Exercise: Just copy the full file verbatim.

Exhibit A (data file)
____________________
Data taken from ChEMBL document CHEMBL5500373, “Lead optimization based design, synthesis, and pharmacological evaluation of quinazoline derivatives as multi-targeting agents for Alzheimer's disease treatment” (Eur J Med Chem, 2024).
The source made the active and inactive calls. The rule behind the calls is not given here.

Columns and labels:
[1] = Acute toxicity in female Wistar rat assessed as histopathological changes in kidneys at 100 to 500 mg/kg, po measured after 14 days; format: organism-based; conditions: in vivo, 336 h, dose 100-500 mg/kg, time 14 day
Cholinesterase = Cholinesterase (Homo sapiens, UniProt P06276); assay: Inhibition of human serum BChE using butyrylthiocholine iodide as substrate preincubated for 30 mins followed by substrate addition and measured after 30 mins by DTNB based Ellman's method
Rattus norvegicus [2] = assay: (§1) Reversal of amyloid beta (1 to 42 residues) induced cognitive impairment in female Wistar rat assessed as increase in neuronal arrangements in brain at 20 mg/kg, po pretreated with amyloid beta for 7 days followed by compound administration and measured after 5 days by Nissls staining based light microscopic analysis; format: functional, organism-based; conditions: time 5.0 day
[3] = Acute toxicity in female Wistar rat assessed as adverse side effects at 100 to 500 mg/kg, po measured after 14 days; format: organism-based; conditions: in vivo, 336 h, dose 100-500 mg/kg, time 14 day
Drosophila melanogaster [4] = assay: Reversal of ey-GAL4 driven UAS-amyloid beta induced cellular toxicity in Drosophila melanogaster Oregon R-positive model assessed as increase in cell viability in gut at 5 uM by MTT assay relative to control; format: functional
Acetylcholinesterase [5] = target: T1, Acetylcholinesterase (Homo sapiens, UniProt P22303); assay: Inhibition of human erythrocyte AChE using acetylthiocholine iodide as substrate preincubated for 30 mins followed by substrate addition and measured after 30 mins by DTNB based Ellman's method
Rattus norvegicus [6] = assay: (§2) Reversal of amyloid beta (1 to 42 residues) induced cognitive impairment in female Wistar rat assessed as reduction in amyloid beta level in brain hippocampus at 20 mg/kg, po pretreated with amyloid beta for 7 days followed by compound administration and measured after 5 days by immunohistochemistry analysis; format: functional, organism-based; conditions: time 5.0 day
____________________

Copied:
Data taken from ChEMBL document CHEMBL5500373, “Lead optimization based design, synthesis, and pharmacological evaluation of quinazoline derivatives as multi-targeting agents for Alzheimer's disease treatment” (Eur J Med Chem, 2024).
The source made the active and inactive calls. The rule behind the calls is not given here.

Columns and labels:
[1] = Acute toxicity in female Wistar rat assessed as histopathological changes in kidneys at 100 to 500 mg/kg, po measured after 14 days; format: organism-based; conditions: in vivo, 336 h, dose 100-500 mg/kg, time 14 day
Cholinesterase = Cholinesterase (Homo sapiens, UniProt P06276); assay: Inhibition of human serum BChE using butyrylthiocholine iodide as substrate preincubated for 30 mins followed by substrate addition and measured after 30 mins by DTNB based Ellman's method
Rattus norvegicus [2] = assay: (§1) Reversal of amyloid beta (1 to 42 residues) induced cognitive impairment in female Wistar rat assessed as increase in neuronal arrangements in brain at 20 mg/kg, po pretreated with amyloid beta for 7 days followed by compound administration and measured after 5 days by Nissls staining based light microscopic analysis; format: functional, organism-based; conditions: time 5.0 day
[3] = Acute toxicity in female Wistar rat assessed as adverse side effects at 100 to 500 mg/kg, po measured after 14 days; format: organism-based; conditions: in vivo, 336 h, dose 100-500 mg/kg, time 14 day
Drosophila melanogaster [4] = assay: Reversal of ey-GAL4 driven UAS-amyloid beta induced cellular toxicity in Drosophila melanogaster Oregon R-positive model assessed as increase in cell viability in gut at 5 uM by MTT assay relative to control; format: functional
Acetylcholinesterase [5] = target: T1, Acetylcholinesterase (Homo sapiens, UniProt P22303); assay: Inhibition of human erythrocyte AChE using acetylthiocholine iodide as substrate preincubated for 30 mins followed by substrate addition and measured after 30 mins by DTNB based Ellman's method
Rattus norvegicus [6] = assay: (§2) Reversal of amyloid beta (1 to 42 residues) induced cognitive impairment in female Wistar rat assessed as reduction in amyloid beta level in brain hippocampus at 20 mg/kg, po pretreated with amyloid beta for 7 days followed by compound administration and measured after 5 days by immunohistochemistry analysis; format: functional, organism-based; conditions: time 5.0 day